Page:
bined score of 1200
*B grade average overall, with
an A average in math and science
*completion of high school
pre-calculus, chemistry, and
physics
*rank in the top 15 percent of
your senior class.
For more information please
come by the guidance office.


Debbie McCall
Named Sailor
of the Quarter
Navy Petty Officer 3rd Class
Debbie L. McCall, daughter of
William A. and Bobble J. Miller of
Route 3, Port St. Joe, was recent-
ly selected as Sailor of the quarter
with Strike Fighter Squadron
172, Naval Air Station,. Fallen,
Nevada.
McCall was chosen from
among all the sailors assigned to
the command and was cited for
outstanding performance of duty,
proficiency, leadership, initiative
and military bearing.
The 1989 graduate of Port St.
Joe High School joined the Navy
in February 1989.


American Lit. Students Plant Tree

Grown From Walden Woods Seed


By Caroline Lister
Many celebrities such as Don
Henley and Bonnie Raitt.have led
the way in saving the beautiful
woods that inspired author and
naturalist Henry David Thoreau.
They are supported by other con-
cerned citizens, such as the
American Literature class at Port
St. Joe High School.
Mrs. Pat Lowrey's American
Literature class has taken part in
a national effort to save one of the

Exercise Classes
at Overstreet VFD
Come and join the fun at the
Overstreet Volunteer Fire Depart-
ment Beginning Tuesday, Janu-
ary 26th, exercise classes will be
held at the Fire Department at
7:30 p.m. EST. There will be no
charge for the class, but dona-
tions will be accepted.


Dean's List Released


Eighty-three Gulf Coast Com-
munity College students have
been named to the President's
Honor List for the 1992 fall se-
mester.
According to Gulf Coast Pres-
ident Dr. Bob McSpadden, the list
includes all full-time students
(enrolled for 12 or more hours)
who earned a grade point average
of 3.90-4.00. "
The following students were
named to the Presldenf's list: Le-
Ila Alford, Judith Baker, Donna
Baxley, Richard Bennett, Carolyn
Black, Kristopher Brayo, Darcel
Bray, Robin Brehm, Jacqueline
Buchanan, illlam Cameron,
Shelia Campbell, Tiffany Carm-
ean, James Carter, Delene Cau-
ghenbaugh, Paula Champion,
Kristina Clemans, Darrel Cole-
mere, Michelle Dalton, Laurie
Day, Brad Decker, Rowhea Elme-
sky, Maria Evans, Michelle Fergu-
son, James Flammia, Genise.
Franzese, July Fuller, Laura
Gammill, Amy Gibbs, Derrick


Glass, Nadine Going, Deana Gor-
ee, James Grant, Charla Griffith,
Lori Guziewicz, Sidney Hamm,
Andrea Hart, Jatnes Hartman,
Paula Hedge, Steven Henson,.
Kayce Hentz, Bryan Heroux. '
Also, David Hicks, Melanie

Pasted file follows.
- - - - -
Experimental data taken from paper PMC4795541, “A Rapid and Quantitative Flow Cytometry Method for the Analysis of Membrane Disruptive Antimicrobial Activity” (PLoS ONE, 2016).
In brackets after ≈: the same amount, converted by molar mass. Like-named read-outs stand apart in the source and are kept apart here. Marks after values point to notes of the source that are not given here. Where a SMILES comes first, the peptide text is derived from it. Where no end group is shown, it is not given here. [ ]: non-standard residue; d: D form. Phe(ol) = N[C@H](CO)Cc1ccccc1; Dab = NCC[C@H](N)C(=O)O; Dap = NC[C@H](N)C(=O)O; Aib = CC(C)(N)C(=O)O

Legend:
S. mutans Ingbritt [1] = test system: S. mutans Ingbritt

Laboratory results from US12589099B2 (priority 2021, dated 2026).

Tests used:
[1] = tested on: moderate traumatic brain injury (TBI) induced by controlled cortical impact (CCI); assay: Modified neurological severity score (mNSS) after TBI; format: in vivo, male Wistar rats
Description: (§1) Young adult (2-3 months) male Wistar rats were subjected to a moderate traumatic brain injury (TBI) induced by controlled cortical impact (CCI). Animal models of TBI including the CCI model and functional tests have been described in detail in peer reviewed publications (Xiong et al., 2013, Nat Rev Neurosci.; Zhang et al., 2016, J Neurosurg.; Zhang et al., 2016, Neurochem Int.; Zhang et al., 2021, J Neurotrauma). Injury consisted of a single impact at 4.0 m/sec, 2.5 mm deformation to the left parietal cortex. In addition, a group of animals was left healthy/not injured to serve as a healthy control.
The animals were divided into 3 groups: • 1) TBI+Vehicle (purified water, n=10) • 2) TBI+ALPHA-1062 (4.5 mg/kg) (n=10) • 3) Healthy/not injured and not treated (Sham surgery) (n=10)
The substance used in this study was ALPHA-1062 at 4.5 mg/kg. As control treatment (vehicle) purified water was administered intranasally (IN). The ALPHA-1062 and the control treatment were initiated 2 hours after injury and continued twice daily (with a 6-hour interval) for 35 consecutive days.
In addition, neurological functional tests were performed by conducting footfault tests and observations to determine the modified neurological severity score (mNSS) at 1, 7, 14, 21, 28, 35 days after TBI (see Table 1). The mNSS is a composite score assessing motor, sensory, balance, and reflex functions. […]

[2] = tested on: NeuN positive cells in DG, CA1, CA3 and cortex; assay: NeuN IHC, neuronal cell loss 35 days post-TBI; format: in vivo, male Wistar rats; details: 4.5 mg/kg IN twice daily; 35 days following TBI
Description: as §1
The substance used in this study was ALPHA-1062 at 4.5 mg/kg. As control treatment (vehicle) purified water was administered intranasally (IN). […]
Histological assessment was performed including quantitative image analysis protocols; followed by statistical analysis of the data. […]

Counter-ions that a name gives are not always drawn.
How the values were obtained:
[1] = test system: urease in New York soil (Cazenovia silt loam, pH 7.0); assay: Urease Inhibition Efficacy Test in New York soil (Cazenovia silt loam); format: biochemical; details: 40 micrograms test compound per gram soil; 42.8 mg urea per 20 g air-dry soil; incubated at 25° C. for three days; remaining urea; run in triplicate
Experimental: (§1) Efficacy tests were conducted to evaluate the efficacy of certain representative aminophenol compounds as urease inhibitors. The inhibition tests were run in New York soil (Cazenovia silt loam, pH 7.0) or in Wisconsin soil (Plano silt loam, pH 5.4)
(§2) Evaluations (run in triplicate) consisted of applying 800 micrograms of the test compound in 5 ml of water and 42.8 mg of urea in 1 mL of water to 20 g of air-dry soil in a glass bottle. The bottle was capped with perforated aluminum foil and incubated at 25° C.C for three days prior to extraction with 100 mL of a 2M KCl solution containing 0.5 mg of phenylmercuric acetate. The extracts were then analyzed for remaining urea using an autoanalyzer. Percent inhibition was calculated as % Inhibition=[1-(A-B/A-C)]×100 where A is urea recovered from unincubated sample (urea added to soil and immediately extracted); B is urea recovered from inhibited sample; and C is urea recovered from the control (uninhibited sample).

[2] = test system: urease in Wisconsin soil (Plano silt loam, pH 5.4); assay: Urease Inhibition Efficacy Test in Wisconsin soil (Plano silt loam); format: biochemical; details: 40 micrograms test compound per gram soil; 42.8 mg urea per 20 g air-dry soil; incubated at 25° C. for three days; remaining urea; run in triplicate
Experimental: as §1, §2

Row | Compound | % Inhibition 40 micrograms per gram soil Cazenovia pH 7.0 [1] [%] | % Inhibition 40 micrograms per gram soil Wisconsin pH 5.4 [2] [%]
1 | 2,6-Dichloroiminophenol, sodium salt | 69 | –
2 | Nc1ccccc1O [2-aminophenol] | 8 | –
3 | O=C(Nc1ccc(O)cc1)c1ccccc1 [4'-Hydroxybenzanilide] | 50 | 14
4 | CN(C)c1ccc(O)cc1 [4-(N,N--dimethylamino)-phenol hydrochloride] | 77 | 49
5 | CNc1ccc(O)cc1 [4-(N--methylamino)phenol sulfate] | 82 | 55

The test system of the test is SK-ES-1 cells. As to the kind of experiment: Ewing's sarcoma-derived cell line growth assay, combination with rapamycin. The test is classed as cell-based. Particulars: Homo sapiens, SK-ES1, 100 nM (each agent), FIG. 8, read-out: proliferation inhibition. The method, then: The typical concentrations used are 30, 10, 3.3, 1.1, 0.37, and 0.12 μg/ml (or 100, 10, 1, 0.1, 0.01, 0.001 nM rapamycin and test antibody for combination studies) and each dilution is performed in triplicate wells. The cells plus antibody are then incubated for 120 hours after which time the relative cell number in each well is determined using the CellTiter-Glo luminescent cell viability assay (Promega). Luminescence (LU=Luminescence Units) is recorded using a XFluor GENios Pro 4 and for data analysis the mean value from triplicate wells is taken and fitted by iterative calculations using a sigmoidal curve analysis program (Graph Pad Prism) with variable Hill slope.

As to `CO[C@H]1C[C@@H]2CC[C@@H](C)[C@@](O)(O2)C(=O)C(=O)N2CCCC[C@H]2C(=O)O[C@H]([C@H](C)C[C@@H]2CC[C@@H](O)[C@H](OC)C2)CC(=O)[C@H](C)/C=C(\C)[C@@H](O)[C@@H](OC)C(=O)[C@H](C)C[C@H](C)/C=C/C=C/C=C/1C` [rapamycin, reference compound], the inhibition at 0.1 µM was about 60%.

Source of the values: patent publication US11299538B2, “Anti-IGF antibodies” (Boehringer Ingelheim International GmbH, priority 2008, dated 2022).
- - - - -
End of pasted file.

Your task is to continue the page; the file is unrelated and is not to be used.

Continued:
Hopper, Warren Kimberly, Laura
King, Erica Kokott, Jeanna Kom-
brinck, Lorraine Kozak, Suzanne
Kylen, Larry Lloyd, Angela Mapp,
SGQrdon. McClure. James McCor-
mick, Catherine Myers, Leon
Noel, Debra Parker, Rachel Pay-
tas, Patricia Permenter, Mark Re-
ynolds, Ronald Roan, Amy Rosen-
berger, Brenda Seehusen,
Marguerite Shumaker, Vicki
Smedley, Sherri Smith, Patricia
Sorrell, Ronald Sowder, Cheri
Studkey, Jessica Taylor, Warren
Thornton, Richard Veal, Amy
Waldorf, Clara Waldron, Nathan
Weeks, Charlotte Willbanks, Pam-
ela Williams, Tiffiny Wilson, Won-
dis Wilson, Marlene wood, Isra
Yahya, Shelley Yancey, Patricia
Yarbrough, and Amy Zinszer.


Gulf County Health


Issues Forum Slated


Read the newspaper or watch
the nightly news, and the subject
of health care is there. With ris-
ing health care costs, the AIDS
epidemic (and yes, it's reaching
those proportions), the living will,
crack babies, etc., the list is
growing. Communities are want-
ing to know the Impact of these
and other issues both locally and
personally. Many agencies are
available to assist citizens with
their health care needs but are
not being utilized to their maxi-
mum simply because of lack of
communication.
In order to help the citizens of
Gulf County learn of resources
available and to gain knowledge
on the national as well as the lo-
cal health issues, Gulf Pines Hos-
pital will initiate a public informa-
tion program called Community
Awareness: Health Issues of the
90's. The purpose of this program
is to introduce the resource per-


sonnel of local health care agen-
cies and the services they pro-
vide. Updates will also be given
on health care agencies and the
.services they provide. Updates
will also be given on health issues
such as AIDS, and the OSHA reg-
ulations involving health care
providers.
Each month a different as-